Occlusion of the central retinal vein leads to the backup of the blood in the retinal venous system and increased resistance to venous blood flow. This increased resistance causes stagnation of the blood and ischemic damage to the retina. It has been postulated that ischemic damage to the retina stimulates increased production of vascular endothelial growth factor (VEGF) in the vitreous cavity. Increased levels of VEGF stimulate neovascularization of the posterior and anterior segment (responsible for secondary complications due to central retinal vein occlusion). Also, it has been shown that VEGF causes capillary leakage leading to macular edema (which is the leading cause of visual loss in both ischemic central retinal vein occlusion and non-ischemic central retinal vein occlusion).
The OCP are used for down regulation of IVF cycles, treatment of functional ovarian cysts, and regularization of periods in polycystic ovarian syndrome, dysfunctional uterine bleeding, and puberty menorrhagia and to schedule/postpone menstrual cycle. Besides their main effect on cardiovascular system that can lead to increased mortality,  oral contraceptives have been previously implicated in central retinal vein occlusion.  The mechanisms for retinal vascular occlusion development, symptomatology, clinical features, and treatment modalities remain the same as with other predisposing factors for central retinal vein occlusion.
In a cohort study by Vessev et al.,  the only eye disease for which there was consistent evidence of a notable increase in risk in oral contraceptives users was a retinal vascular problem. Similarly, the prevalence of retinal vein occlusion in female patients less than 35 years taking the OCP was 66.0% in a large series by Kirwan et al. In apopulation based study by Scoditti et al., reported that the use of low estrogen oral contraceptives was associated with an increased risk of cerebral venous thrombosis and ischemic stroke, but not of retinal vein/artery thrombosis.
| Conclusion|| |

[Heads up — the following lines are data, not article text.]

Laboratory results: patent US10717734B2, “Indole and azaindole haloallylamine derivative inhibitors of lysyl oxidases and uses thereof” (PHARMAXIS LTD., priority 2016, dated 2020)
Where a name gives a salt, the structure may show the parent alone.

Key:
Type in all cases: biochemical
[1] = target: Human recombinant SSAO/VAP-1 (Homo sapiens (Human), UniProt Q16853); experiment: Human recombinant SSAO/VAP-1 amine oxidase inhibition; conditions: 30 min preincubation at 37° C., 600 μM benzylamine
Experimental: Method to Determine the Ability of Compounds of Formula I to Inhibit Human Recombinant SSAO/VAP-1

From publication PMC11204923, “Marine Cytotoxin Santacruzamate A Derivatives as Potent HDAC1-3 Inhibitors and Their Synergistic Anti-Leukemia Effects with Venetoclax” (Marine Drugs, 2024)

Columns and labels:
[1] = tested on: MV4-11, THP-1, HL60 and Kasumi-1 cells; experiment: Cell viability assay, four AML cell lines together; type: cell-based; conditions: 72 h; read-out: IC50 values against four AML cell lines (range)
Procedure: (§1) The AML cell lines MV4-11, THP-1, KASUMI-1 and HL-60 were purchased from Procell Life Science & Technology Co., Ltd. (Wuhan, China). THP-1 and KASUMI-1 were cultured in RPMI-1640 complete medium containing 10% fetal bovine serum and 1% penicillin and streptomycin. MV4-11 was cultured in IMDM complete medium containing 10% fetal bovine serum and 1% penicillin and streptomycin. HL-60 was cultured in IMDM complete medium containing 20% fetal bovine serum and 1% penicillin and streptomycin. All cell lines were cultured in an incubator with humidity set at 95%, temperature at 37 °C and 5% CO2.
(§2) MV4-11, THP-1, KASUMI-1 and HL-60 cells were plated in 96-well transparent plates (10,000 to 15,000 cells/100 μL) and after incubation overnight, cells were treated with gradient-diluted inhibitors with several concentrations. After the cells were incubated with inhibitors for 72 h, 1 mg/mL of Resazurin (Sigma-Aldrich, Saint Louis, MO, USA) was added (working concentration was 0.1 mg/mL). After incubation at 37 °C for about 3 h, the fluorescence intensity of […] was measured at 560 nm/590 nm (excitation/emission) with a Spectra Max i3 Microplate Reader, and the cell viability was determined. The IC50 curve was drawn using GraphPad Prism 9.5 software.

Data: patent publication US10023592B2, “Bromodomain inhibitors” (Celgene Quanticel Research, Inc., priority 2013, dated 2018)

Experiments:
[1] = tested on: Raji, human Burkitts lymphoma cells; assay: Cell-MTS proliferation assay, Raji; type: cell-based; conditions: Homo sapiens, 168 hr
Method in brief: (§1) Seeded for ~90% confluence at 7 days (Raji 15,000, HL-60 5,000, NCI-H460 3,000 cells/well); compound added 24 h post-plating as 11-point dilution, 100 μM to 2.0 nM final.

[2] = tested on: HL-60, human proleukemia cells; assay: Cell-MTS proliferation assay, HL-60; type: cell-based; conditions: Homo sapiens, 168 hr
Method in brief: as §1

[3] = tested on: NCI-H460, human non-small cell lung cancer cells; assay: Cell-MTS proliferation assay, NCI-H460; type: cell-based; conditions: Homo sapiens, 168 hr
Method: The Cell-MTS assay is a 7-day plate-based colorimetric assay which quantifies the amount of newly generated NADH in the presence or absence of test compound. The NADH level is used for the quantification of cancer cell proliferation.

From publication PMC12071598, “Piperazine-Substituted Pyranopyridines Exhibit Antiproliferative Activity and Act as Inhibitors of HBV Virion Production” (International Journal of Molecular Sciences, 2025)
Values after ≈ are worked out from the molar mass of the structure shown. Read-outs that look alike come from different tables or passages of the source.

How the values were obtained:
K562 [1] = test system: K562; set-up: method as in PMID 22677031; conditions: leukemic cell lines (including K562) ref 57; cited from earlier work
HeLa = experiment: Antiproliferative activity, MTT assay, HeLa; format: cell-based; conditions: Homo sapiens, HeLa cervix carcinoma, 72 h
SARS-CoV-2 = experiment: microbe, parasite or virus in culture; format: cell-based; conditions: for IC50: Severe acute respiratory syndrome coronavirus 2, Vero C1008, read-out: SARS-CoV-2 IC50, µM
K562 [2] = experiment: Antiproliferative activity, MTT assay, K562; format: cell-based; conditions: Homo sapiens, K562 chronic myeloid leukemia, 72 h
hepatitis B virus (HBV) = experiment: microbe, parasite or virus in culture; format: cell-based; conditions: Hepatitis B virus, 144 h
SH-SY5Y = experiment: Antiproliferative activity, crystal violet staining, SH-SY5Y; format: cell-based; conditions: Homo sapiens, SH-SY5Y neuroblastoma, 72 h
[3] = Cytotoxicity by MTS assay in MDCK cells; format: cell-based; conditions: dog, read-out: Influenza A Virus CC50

Because of the rise in infertile population and advances in treatment modalities like IVF, there is rise in usage of the OCP, hence, the risk for retinal vascular catastrophes is also rising. So the treating doctor should be aware and more conscious of this situation and should refer the cases for screening at the earliest.
| References|| |
|1.||Thapa R, Paudyal G. Central retinal vein occlusion in young women: Rare cases with oral contraceptive pills as a risk factor. Nepal Med Coll J 2009;11:209-11. |
|2.||Klein R, Klein BE, Moss SE, Meuer SM. The epidemiology of retinal vein occlusion: The Beaver Dam Eye Study. American Academy of Ophthalmology. Retina and vitreous: Basic and clinical science course, Sec. 12. Singapore: 2007-2008:136-45. |
|3.||Klein R, Klein BE, Moss SE, Meuer SM. The epidemiology of retinal vein occlusion: The beaver dam eye study. Trans Am Ophthalmol Soc 2000;98:133-41. |
|4.||Cugati S, Wang JJ, Rochtchina E, Mitchell P. Ten year incidence of retinal vein occlusion in an older population: The blue mountainseye study. Arch Ophthalmol 2006;124:726-32. |
|5.||Lim LL, Cheung N, Wang JJ, Islam FM, Mitchell P, Saw SM, et al. Prevalence and risk factors of retinal vein occlusion in an Asian population. Br J Ophthalmol 2008;92:1316-9. |
|6.||Shrestha RK, Shrestha JK, Koirala S, Shah DN. Association of systemic diseases with retinal vein occlusive disease. JNMA J Nepal Med Assoc 2006;45:244-8. |
|7.||Klein R, Moss SE, Meuer SM, Klein BE. The 15 year cumulative incidence of retinal vein occlusion: The beaver dam eye study. Arch Ophthalmol 2008;126:513-8. |
|8.||O'Mahoney PR, Wong DT, Ray JG. Retinal vein occlusion and traditional risk factors for atherosclerosis. Arch Ophthalmol 2008;126:692-9. |
|9.||Hayreh SS, Zimmerman B, McCarthy MJ, Podhajsky P. Systemic diseases associated with various types of retinal vein occlusion. Am J Ophthalmol 2001;131:61-77. |
|10.||Teoh SL, Amarjeet K. A comparative study of branch retinal vein occlusion and central retinal vein occlusion amongst Malaysian patients. Med J Malaysia 1993;48:410-5. |
|11.||Hayreh SS. Retinal vein occlusion. Indian J Ophthalmol 1994;42:109-32. |
|12.||Beral V, Hermon C, Kay C, Hannaford P, Darby S, Reeves G. Mortality associated with oral contraceptive use: 25 year follow up of cohort of 46, 000 women from Royal College of General Practitioners' oral contraception study. BMJ 1999;318:96-100. |
|13.||Vessev MP, Hannaford P, Mant J, Painter R, Frith P, Chappel D. Oral contraception and eye disease: Findings in two large cohort studies. Br J Ophthalmol 1998;82:538-42. |
|14.||Kirwan JF, Tsaloumas MD, Vinall H, Prior P, Kritzinger EE, Dodson PM. Sex hormone preparations and retinal vein occlusion. Eye (Lond) 1997;11:53-6. |
|15.||Scoditti U, Buccino GP, Pini M, Pattacini C, Mancia D. Risk of acute cerebrovascular events related to low oestrogen oral contraceptive treatment. Ital J NeurolSci 1998;19:15-9. |
[Figure 1], [Figure 2]
|This article has been cited by|
||Gender Differences in Ocular Blood Flow
| ||Doreen Schmidl,Leopold Schmetterer,Gerhard Garhöfer,Alina Popa-Cherecheanu |
| ||Current Eye Research. 2014; : 1 |
|[Pubmed] | [DOI]|